By A.C. Hall
It was easy to reason that tying in the local city election with the presidential election was bound to increase the number of ballots cast. What was less easy to figure out was just how big of a jump the numbers would take. One week into early voting, it’s now clear that White Settlement is setting a historic pace that will likely lead to the biggest election in the City’s history.
Through eight days of early voting, 1,609 local ballots have been cast with an average of 201 ballots per day. If that average holds through the rest of the early voting period, the City will end up seeing around 804 more early votes cast for a grand total of 2,413.
That number would already account for the second largest election in the history of White Settlement, behind only the controversial name change charter amendment vote from 2005. 2,656 votes were cast in that decisive election.
In most recent years, more votes get cast early than on election day, with the election day votes totaling somewhere around seventy percent of the early voting totals. If that trend holds, then it can be expected that another 1,689 votes will come through on election day for a history setting total of 4,102 votes cast in this election.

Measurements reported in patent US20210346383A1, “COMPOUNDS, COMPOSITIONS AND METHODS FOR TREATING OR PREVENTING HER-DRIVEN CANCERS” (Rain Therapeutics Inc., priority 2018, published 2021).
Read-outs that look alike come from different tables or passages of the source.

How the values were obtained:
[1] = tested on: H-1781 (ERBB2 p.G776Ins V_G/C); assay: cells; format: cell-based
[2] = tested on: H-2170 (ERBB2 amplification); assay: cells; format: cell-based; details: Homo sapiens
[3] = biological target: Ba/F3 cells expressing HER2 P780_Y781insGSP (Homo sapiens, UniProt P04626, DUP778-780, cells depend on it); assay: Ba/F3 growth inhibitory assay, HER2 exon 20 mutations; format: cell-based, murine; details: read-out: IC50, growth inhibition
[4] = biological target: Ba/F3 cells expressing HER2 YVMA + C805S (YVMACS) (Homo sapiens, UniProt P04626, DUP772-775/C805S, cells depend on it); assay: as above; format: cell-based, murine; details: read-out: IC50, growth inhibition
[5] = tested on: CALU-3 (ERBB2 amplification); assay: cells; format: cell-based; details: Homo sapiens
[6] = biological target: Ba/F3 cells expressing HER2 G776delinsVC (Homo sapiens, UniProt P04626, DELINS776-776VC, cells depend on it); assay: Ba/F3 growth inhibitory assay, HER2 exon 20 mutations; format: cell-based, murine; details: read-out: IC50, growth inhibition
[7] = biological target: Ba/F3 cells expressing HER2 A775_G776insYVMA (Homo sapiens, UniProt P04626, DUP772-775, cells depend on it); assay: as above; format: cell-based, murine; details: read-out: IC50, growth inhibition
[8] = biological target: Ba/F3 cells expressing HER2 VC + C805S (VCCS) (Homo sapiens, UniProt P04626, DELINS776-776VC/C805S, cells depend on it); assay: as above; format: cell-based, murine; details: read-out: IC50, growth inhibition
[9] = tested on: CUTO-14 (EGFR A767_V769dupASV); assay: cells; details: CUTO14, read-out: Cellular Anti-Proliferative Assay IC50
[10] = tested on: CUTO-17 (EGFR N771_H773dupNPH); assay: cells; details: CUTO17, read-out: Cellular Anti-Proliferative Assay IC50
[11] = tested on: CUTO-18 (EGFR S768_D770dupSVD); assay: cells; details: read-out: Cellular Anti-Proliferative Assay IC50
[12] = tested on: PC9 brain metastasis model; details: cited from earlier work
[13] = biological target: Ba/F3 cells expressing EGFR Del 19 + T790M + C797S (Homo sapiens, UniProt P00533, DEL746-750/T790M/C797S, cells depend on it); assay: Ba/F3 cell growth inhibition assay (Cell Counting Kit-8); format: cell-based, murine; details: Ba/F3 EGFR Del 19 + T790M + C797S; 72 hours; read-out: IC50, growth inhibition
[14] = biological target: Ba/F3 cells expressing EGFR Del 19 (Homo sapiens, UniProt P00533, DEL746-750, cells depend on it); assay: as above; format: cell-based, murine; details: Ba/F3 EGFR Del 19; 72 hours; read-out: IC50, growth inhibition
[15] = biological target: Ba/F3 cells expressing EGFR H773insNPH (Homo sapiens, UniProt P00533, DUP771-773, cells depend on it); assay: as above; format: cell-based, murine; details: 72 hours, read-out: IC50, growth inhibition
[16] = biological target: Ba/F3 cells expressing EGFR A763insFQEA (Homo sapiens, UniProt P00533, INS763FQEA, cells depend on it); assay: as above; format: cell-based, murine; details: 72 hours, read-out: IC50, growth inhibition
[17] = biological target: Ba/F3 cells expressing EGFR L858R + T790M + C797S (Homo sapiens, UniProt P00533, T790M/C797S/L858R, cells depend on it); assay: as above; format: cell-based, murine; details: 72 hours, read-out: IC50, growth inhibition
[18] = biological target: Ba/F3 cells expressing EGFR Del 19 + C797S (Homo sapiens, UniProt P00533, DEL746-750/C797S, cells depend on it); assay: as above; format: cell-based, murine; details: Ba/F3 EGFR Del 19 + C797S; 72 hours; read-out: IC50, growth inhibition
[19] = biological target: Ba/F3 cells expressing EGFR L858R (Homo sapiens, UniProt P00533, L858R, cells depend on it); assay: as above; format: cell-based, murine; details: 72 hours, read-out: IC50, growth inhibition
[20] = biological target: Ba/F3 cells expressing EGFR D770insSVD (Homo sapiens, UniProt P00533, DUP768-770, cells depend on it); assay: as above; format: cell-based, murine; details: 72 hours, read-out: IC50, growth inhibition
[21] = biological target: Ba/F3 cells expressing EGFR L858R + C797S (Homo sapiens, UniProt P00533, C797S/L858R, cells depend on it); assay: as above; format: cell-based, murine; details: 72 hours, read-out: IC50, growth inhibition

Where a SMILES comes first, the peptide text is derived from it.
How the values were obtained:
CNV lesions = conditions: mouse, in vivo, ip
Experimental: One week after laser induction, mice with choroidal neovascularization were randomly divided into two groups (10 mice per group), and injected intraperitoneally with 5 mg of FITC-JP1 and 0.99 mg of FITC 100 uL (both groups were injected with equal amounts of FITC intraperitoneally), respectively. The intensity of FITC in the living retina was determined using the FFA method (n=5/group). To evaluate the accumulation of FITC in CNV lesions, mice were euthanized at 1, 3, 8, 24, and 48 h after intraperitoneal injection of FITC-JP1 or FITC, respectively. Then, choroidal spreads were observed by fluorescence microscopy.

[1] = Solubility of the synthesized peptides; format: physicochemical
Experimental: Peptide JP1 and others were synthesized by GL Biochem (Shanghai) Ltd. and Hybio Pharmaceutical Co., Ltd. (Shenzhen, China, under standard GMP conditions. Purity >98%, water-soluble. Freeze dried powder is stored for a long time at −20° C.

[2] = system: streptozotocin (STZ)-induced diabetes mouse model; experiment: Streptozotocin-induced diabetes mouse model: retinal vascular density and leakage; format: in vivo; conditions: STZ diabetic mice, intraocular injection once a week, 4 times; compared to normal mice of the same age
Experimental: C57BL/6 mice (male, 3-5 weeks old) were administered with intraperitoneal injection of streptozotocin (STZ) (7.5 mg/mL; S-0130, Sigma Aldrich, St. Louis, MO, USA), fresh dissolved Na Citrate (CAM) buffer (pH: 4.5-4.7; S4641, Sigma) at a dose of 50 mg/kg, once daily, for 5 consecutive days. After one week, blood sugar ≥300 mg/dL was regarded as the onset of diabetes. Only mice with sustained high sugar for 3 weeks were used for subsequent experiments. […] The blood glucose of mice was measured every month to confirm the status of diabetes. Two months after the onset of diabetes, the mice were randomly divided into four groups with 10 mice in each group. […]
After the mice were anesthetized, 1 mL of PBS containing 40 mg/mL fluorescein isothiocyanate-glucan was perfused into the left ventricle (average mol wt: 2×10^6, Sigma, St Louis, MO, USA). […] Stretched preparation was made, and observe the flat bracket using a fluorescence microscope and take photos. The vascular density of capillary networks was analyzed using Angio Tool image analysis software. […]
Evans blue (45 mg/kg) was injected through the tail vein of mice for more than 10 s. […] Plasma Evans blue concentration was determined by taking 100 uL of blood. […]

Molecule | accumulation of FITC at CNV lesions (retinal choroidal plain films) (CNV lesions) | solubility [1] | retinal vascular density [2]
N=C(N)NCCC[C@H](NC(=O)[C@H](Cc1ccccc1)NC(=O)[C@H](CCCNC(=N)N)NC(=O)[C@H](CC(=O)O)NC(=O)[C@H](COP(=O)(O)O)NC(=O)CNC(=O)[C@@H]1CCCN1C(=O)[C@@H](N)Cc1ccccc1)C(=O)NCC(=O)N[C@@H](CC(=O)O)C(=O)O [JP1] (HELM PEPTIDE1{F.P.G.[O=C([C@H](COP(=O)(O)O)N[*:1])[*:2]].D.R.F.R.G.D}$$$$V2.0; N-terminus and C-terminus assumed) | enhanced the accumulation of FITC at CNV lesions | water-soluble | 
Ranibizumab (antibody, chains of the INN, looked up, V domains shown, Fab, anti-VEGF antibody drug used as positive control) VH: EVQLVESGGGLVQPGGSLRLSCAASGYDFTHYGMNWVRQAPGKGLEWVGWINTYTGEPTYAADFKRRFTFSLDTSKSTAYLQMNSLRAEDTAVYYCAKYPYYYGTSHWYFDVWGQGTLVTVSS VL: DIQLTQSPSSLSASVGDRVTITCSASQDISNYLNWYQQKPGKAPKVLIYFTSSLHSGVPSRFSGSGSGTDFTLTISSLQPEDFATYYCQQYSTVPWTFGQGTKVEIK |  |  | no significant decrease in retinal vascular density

This won’t just be the first time a city election has passed into the 4,000 vote mark, it’ll be the first time a city election even passed into the 3,000 vote mark.
The only comparable numbers throughout White Settlement’s history are the above mentioned 2005 name change election (2,656) and the 1986 wet/dry election (2,121 votes). Looking back through voting records all the way to 1941, those are the only two years that vote totals broke the 2,000 mark.
If this election does end up in the 4,000 vote total range, it’ll mean that around fifty percent of registered voters in the city took part in not only naming the next president, but also in naming two of the next City Council members and deciding upon the fate of five proposed charter amendments.
Instead of the usual ten or fifteen percent of registered voters who take part in shaping the future of their city, this year it will be around fifty percent. Obviously it’s mostly the presidential election that has caused such a historic boom in local voting, but don’t discount the monumental impact that this will have on the city itself.
Look for next week’s Grizzly Detail where you’ll see how close our voter turnout projections are, and how a historic number of you have chosen to help shape White Settlement for the next three years.